You’re ready to slip into some summer sandals when you look down and realize that long hike you did over the weekend left you with a new accessory: a bruised toenail. It might throb to the touch or just offer a subtle ache, but you can’t ignore the bluish-purplish tint on your toe. Even worse, you know there’s a possibility that the nail might soon fall off altogether.
While bruised toenails typically resolve on their own, it’s important to know how to identify them, as well as how to treat them. Not only can it help you avoid a painful situation in the present, you might be able to potentially prevent one in the future, too. After all, not all discolored toenails are a sign of bruising.
Why do toenails bruise?
According to nail-focused board-certified dermatologist Dana Stern, MD, toenail trauma can occur from repetitive pressure between your toe and the front of your shoe (which is common in activities like tennis, hiking, and running—especially downhill). It can also occur from a sudden, single-instance injury, like stubbing your toe or dropping something on your foot.
“Any trauma to the nail can crush these small vessels and cause bleeding under the nail.” —Dana Stern, MD
“The nail bed is loaded with small blood vessels and any trauma to the nail can crush these small vessels and cause bleeding under the nail,” Dr. Stern says. “This type of ‘bruise’ is called a subungual hemorrhage. Since the nail is firmly adherent to the nail bed, there is not a lot of space for the blood to collect and so if there is significant bleeding, the increased volume of fluid under the nail will cause the nail to lift and separate and will be potentially painful.”
If you’ feel like you’re particularly prone to bruised toenails, you might be wearing shoes that are too small for your foot shape. Get fit by a professional in-store to see if sizing up might help solve your problem.
How do you know if your toenail is bruised?
While bruised toenails are more common during the summer months due to people being more active and wearing open-toe shoes, nail hemorrhages can occur year-round—as can skin cancer. Because of this, it’s helpful to know what signs indicate a bruise, as well as which suggest something more serious.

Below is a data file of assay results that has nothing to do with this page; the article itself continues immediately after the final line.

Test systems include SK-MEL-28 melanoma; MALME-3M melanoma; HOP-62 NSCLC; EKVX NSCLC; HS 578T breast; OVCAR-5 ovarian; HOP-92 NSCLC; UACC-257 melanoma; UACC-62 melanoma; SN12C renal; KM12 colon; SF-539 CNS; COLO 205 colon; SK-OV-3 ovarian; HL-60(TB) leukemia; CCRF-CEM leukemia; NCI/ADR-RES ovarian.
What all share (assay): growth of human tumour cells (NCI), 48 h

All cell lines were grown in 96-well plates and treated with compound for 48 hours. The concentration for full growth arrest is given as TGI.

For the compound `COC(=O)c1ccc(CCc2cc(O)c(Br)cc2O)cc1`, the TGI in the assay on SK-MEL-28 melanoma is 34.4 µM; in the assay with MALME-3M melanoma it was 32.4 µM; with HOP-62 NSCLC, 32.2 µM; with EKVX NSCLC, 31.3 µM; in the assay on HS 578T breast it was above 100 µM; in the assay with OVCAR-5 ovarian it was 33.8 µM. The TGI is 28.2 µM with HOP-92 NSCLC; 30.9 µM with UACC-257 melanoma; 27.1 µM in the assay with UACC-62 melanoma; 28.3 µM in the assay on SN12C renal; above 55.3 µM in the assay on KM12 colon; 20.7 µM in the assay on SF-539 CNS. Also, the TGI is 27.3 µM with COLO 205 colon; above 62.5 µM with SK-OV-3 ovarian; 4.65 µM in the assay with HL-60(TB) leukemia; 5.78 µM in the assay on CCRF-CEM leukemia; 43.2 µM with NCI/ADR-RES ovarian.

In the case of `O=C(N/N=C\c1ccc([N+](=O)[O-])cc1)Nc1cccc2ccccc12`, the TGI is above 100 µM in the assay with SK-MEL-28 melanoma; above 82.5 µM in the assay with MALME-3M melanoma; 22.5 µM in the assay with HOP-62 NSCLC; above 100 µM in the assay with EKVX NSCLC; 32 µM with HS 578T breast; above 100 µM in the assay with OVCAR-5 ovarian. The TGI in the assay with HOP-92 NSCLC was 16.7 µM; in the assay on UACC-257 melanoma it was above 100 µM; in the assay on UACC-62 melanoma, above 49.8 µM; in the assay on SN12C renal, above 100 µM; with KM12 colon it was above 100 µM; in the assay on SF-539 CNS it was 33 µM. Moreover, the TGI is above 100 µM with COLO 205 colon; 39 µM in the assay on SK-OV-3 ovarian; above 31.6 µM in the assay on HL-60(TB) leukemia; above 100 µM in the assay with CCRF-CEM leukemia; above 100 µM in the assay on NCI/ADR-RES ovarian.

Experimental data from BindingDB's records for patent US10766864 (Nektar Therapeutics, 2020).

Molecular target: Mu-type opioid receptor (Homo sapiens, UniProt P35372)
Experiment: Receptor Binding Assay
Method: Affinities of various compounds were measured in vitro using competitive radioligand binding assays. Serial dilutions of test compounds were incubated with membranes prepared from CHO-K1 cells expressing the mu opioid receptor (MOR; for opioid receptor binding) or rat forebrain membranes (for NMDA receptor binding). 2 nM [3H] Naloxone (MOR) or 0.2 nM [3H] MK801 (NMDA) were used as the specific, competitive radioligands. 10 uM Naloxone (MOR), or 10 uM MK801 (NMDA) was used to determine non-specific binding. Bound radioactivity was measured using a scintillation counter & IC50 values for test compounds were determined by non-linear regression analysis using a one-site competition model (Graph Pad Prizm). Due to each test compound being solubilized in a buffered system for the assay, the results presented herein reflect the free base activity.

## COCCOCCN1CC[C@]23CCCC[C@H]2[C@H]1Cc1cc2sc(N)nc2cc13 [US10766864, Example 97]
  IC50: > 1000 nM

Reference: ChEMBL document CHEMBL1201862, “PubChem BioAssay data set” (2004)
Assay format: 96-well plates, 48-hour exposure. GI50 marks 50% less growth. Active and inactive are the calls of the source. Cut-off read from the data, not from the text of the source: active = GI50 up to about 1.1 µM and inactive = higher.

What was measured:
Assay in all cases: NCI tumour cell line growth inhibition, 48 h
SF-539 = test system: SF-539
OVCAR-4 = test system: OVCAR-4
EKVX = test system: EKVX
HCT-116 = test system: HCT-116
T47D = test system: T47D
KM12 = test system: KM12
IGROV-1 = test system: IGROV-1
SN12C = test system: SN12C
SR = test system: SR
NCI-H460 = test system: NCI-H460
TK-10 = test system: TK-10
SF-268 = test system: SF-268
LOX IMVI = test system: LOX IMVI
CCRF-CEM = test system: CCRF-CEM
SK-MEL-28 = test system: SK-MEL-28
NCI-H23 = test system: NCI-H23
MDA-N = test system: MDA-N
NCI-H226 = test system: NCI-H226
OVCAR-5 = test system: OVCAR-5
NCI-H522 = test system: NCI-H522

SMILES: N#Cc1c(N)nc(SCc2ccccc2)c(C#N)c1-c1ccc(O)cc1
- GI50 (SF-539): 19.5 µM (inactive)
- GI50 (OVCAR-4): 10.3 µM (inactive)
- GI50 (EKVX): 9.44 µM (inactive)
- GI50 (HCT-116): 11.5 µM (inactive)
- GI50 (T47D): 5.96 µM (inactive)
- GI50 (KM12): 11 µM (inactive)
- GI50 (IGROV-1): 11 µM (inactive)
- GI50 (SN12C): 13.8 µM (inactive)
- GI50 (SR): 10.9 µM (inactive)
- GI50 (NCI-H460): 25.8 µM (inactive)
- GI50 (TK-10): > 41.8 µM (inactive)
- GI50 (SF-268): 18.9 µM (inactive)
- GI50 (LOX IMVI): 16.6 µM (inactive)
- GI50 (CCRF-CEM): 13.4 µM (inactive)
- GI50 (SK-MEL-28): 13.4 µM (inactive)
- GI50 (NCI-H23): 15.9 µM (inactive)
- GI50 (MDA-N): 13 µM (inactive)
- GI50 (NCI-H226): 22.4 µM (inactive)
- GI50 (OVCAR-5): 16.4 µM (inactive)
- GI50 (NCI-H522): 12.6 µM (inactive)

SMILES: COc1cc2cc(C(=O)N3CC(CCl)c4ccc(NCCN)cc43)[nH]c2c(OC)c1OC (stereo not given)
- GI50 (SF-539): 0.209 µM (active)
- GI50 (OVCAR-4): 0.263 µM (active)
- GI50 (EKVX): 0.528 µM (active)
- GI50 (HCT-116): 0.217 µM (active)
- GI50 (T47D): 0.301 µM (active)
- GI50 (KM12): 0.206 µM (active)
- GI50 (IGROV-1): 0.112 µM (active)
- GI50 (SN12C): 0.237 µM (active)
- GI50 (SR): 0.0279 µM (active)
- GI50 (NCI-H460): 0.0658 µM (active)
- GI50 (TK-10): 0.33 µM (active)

“If a bruise does not seem to be resolving or growing out, see a board-certified dermatologist,” Dr. Stern says, noting that toenails typically take four months to grow out. “We can look at the pigment with a special magnifier to help decipher blood (hemorrhage) from pigment (potential melanoma).” Fungal infections and ingrowns are other possible reasons for discolored nails.
How to care for a bruised toenail
Bruised toenails can be painful, but there’s not much you can do to treat them apart from being patient and waiting for them to grow out. That said, if more than half the nail is bruised, Dr. Stern suggests making a doctor’s appointment.
“The nail can be trephinated, in which a small hole is created to allow for the blood that is collecting to escape,” she explains. “This will relieve the pressure and thus pain, and will potentially prevent the nail from falling off.” While it’s safest to let a doctor perform this small procedure, if you don’t have access to a healthcare provider, Dr. Stern says that, if you’re brave and careful, you can DIY with a hot paper clip—just make sure not to press too hard, since that can cause more pain.
If you still find that your bruised toenail falls off—immediately or down the line during grow-out—Dr. Stern says to keep the nail bed clean. “Wash it with antibacterial soap and water,” she instructs. “If the area is tender, you can cover it with a BandAid for extra cushioning.” Most importantly, she says you’ll want to avoid re-injuring it while it’s in a more vulnerable state: Wear socks and comfortable sneakers while it heals to keep it protected.
Meanwhile, if you’ve bruised your toenail and your only concern is the unsightliness of it, consider it the perfect excuse to get a fresh pedi. “If the bruise is older and there is no pain, it’s fine to cover it with polish, but never mask a potential medical issue with polish,” Dr. Stern says.
One more thing…
While discussing toenails, Dr. Stern points out that it’s important to get yearly skin checks sans nail polish. “Always remove polish on all 20 nails prior to your annual skin check with a board-certified derm because your nails are an important part of your exam,” she says. Cancer can develop underneath the nails, so you want to make sure nothing is hidden.